All evacuation orders were lifted Sunday as firefighters gained the upper hand on the remaining four of nearly a dozen blazes that tore through Southern California last week — while the state's governor warned he was gearing up for what could be the drought-stricken region's worst wildfire season ever.
Gov. Jerry Brown told ABC's "This Week" that the state has 5,000 firefighters and has appropriated $600 million to battling blazes, but that may not be enough in the future.
"We're getting ready for the worst," Brown said. "Now, we don't want to anticipate before we know, but we need a full complement of firefighting capacity."
The state firefighting agency went to peak staffing in the first week of April, instead of its usual start in mid-May.
Thousands of additional firefighters may be needed in the future, Brown said, adding that California is on the "front lines" of climate change that is making its weather hotter.
All evacuation orders were lifted Sunday as ocean breezes and lower temperatures over the weekend allowed firefighters to get the upper hand on the remaining fires. They included a 4-square-mile blaze that started in the suburb of San Marcos, dubbed the "Cocos Fire" by officials, and three brush fires at Camp Pendleton.
San Marcos resident Troy Harper lives in the Coronado Hills community, the last of the fire zones to be repopulated Sunday. He spoke to NBC 7 about that moment when he saw a 40-foot wall of flames creeping up to his home.
“It was pulling wind in; it was circling and spinning,” he described. “I thought I was going to be in hell. I thought this is it. The oxygen is going to get less and less. It was pulling it in. It was getting real hot.”
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Soon enough, Harper saw help come in from above, with air crews making drops on the Cocos Fire.
“It was like a freight train. Just ‘drop, drop, drop, drop,’” he added.
Today, Harper is very grateful that his home is still standing. Though the fire charred vegetation around his property, his house was spared.
San Marcos resident Mike McInnis was also among the lucky ones. Though evacuated for three days, his home was also saved by fire crews, something for which he's eternally grateful.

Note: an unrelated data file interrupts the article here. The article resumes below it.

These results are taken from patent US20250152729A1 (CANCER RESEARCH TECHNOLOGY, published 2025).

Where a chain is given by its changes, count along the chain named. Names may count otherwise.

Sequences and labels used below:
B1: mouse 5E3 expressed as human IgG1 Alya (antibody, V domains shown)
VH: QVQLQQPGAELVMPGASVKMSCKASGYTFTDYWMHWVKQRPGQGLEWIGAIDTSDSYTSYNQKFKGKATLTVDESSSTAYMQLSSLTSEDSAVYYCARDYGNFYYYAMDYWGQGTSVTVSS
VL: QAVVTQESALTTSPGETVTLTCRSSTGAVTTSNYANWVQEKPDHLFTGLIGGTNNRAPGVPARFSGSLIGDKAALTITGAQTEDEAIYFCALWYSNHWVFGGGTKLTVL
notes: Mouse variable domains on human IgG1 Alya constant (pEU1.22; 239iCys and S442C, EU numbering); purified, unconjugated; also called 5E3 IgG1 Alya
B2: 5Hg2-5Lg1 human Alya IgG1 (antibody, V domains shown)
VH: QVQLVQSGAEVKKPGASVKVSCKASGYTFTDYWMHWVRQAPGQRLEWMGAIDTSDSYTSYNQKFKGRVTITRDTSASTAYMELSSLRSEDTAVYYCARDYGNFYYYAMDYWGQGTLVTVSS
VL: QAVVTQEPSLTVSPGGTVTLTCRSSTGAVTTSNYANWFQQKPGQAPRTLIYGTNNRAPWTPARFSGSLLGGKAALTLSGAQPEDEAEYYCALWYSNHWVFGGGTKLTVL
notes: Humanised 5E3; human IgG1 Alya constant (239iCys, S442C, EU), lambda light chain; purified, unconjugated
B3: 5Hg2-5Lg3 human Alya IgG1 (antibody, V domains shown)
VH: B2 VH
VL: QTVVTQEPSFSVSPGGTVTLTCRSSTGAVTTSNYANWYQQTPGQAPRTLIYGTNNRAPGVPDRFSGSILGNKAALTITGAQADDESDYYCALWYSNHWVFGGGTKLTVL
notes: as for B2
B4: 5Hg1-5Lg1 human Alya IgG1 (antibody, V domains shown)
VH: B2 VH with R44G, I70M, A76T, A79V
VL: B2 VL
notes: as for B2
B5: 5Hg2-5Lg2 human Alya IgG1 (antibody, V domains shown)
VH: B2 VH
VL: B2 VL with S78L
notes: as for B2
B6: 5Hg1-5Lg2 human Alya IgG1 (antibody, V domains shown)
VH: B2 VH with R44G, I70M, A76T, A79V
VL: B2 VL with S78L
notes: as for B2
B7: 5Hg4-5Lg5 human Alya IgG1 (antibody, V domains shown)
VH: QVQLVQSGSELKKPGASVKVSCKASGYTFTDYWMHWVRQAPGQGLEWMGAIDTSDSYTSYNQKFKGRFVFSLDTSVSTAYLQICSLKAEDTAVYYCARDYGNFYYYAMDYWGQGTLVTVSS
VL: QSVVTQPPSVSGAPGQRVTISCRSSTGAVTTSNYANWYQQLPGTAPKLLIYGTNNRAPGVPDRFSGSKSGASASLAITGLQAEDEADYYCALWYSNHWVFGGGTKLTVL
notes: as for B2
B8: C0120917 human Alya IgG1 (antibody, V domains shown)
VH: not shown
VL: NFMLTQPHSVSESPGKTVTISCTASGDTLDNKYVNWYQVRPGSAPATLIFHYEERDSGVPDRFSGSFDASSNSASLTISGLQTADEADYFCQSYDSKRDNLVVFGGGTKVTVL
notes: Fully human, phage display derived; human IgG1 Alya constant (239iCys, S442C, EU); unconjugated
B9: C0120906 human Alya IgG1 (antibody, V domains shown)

“I’m just so thankful for the firefighters. To see this and to know what they’ve done, it means a lot. I’m really thankful for them; they saved our house,” McInnis told NBC 7. “For it to still be here is just amazing.”
“All the work and all the hours they put in, it’s unbelievable," he continued. "You look at it – it’s bad. It could’ve been worse. It’s just unbelievable.”
Unusually high temperatures, low humidity and gusty winds set conditions last week for the string of wildfires that broke out in San Diego County, causing more than $25 million in damage.
The California Department of Forestry and Fire Protection has responded to more than 1,500 fires this year, compared with about 800 during an average year.
"And in the years to come, we're going to have to make very expensive investments and adjust," Brown said. "And the people are going to have to be careful of how they live, how they build their homes and what kind of vegetation is allowed to grow around them."
Firefighters over the weekend scoured charred hillsides north of San Diego to guard against a resurgence of flames.
The fires spanning 39 square miles chewed a destructive path through San Diego County, destroying at least 47 houses, an 18-unit apartment complex and three businesses. A badly burned body was found in a transient camp, and one firefighter suffered heat exhaustion.
Most homes were destroyed in two suburbs in San Diego's North County — San Marcos, an inland commuter city of new housing tracts, and Carlsbad, a coastal community and home of Legoland California.
The first blaze, the Bernardo Fire, started Tuesday and was caused by a spark from construction equipment, according to state officials. It could take months to get to the bottom of the most damaging fires.
Alberto Serrato, 57, pleaded not guilty Friday to an arson charge in connection with one of the smaller fires, but authorities say they don't believe he started it, just added brush to it.
Firefighters doused remaining hotspots with hoses and water-filled backpacks, sawed large logs and raked soil with shovels and other hand tools to ensure the ground was moist enough to prevent fires from returning.